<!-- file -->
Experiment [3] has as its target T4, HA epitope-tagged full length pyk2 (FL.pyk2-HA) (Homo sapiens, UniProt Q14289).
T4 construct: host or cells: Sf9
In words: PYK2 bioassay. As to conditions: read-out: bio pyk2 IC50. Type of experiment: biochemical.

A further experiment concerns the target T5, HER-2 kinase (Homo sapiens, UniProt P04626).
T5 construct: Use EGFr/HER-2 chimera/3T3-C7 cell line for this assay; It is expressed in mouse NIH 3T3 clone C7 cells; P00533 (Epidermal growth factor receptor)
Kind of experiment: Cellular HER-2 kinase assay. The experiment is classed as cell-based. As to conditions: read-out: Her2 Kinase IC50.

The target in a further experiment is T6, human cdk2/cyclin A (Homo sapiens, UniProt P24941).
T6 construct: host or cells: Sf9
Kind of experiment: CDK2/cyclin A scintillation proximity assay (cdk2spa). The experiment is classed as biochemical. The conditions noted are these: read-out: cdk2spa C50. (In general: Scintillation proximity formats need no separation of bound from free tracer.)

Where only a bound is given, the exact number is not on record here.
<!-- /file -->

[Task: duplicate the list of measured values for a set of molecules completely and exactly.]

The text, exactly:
Experiment [3] has as its target T4, HA epitope-tagged full length pyk2 (FL.pyk2-HA) (Homo sapiens, UniProt Q14289).
T4 construct: host or cells: Sf9
In words: PYK2 bioassay. As to conditions: read-out: bio pyk2 IC50. Type of experiment: biochemical.

A further experiment concerns the target T5, HER-2 kinase (Homo sapiens, UniProt P04626).
T5 construct: Use EGFr/HER-2 chimera/3T3-C7 cell line for this assay; It is expressed in mouse NIH 3T3 clone C7 cells; P00533 (Epidermal growth factor receptor)
Kind of experiment: Cellular HER-2 kinase assay. The experiment is classed as cell-based. As to conditions: read-out: Her2 Kinase IC50.

The target in a further experiment is T6, human cdk2/cyclin A (Homo sapiens, UniProt P24941).
T6 construct: host or cells: Sf9
Kind of experiment: CDK2/cyclin A scintillation proximity assay (cdk2spa). The experiment is classed as biochemical. The conditions noted are these: read-out: cdk2spa C50. (In general: Scintillation proximity formats need no separation of bound from free tracer.)

Where only a bound is given, the exact number is not on record here.